Peculiar Thermodynamics of Liquid Polyamorphism
This event is part of the Biophysics/Condensed Matter Seminar Series.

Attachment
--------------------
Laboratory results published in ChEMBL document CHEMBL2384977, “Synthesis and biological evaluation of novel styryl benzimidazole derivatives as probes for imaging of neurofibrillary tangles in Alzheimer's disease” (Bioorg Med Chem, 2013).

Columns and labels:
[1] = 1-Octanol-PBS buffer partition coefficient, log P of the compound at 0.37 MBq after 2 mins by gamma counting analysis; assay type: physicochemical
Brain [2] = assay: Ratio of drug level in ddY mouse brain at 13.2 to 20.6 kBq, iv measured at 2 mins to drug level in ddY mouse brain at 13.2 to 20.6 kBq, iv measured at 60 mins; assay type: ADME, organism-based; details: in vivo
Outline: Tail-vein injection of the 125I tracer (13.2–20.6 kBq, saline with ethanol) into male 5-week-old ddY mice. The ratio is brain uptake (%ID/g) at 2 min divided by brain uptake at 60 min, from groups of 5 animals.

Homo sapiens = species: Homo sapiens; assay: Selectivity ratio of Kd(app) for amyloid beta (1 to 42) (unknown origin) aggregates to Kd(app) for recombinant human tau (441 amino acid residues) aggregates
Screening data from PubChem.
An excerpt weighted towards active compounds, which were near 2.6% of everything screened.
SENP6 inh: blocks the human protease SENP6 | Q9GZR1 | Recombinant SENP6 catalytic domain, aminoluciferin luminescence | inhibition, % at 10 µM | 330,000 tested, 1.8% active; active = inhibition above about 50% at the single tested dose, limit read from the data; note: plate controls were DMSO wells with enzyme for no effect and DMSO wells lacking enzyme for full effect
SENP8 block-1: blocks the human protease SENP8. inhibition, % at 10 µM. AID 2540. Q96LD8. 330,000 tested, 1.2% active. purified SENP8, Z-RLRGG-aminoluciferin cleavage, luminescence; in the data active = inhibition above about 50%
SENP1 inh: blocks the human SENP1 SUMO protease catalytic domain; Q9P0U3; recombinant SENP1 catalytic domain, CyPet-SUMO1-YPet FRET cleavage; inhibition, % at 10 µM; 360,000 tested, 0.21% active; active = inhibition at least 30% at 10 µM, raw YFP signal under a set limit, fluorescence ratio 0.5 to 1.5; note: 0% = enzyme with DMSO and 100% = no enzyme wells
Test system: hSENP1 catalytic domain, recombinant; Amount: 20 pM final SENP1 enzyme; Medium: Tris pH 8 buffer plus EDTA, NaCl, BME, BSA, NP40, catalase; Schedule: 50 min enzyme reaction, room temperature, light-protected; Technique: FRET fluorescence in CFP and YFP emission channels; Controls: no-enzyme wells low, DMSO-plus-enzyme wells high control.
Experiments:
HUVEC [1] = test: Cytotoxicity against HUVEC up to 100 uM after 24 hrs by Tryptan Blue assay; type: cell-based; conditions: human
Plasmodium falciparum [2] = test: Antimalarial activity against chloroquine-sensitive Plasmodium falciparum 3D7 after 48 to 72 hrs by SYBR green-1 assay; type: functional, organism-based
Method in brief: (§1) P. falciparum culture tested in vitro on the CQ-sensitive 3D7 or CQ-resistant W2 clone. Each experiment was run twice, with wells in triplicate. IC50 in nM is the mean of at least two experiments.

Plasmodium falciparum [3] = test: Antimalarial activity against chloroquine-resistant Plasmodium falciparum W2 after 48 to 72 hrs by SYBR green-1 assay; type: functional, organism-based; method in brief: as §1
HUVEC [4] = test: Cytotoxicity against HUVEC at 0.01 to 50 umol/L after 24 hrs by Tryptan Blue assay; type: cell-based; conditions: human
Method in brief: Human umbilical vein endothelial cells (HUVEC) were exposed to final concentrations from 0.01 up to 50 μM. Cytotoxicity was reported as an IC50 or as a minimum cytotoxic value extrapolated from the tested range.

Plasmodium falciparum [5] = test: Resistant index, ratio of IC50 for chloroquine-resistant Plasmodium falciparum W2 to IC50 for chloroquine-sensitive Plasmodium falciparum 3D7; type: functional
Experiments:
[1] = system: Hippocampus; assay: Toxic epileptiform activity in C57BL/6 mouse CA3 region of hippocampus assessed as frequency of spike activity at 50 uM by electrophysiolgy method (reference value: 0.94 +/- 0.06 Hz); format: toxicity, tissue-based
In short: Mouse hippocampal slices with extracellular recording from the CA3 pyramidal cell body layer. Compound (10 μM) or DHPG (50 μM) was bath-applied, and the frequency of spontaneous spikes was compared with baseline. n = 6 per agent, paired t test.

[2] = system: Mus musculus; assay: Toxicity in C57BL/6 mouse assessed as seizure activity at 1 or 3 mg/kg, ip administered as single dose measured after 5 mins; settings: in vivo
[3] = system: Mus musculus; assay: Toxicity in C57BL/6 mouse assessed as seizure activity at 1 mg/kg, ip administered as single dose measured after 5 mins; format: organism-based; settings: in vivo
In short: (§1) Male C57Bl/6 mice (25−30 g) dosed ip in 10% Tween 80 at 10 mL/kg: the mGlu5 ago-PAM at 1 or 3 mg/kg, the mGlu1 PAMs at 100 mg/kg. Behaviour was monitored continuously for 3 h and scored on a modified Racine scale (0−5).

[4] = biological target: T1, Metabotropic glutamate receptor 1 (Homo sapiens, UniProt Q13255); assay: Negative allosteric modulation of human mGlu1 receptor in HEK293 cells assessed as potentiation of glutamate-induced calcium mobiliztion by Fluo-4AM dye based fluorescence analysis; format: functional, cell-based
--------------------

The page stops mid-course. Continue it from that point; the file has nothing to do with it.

“Liquid polyamorphism” is the existence of two alternative amorphous structures in a single-component liquid. Liquid polyamorphism is found or predicted in a broad group of materials, such as triphenyl phosphite, phosphorus, sulfur, cerium, germanium, silicon, silicon dioxide, and hydrogen, usually at extreme conditions. In particular, this phenomenon is hypothesized in metastable, deeply supercooled water. Structure of supercooled water is supposed to exhibit two forms, a low-density liquid or a high-density liquid. The existence of these two alternative structures could, at certain conditions, result in metastable liquid-liquid separation in pure water. In this presentation a phenomenological approach, based on a “chemical reaction” between two alternative amorphous strictures, is formulated to quantitatively describe the phenomenon of liquid polyamorphism. The first fundamental question to be addressed is the peculiar interplay between thermodynamics and kinetics: a system with two inter-convertible fluid structures can be viewed as a single-component fluid if the time of observation is much longer than the time of conversion. In the opposite limit (slow conversion) the system can thermodynamically be treated as a two-component fluid mixture. An equation of state with a thermodynamic constrain imposed by “chemical- reaction” equilibrium between two inter-convertible fluid structures generically describes, within the same model, all the possible fluid phases (e.g. vapor and two liquids), stability limits, and thermodynamic anomalies. The results are compared with the behavior of p o p u l a r atomistic waterlike models.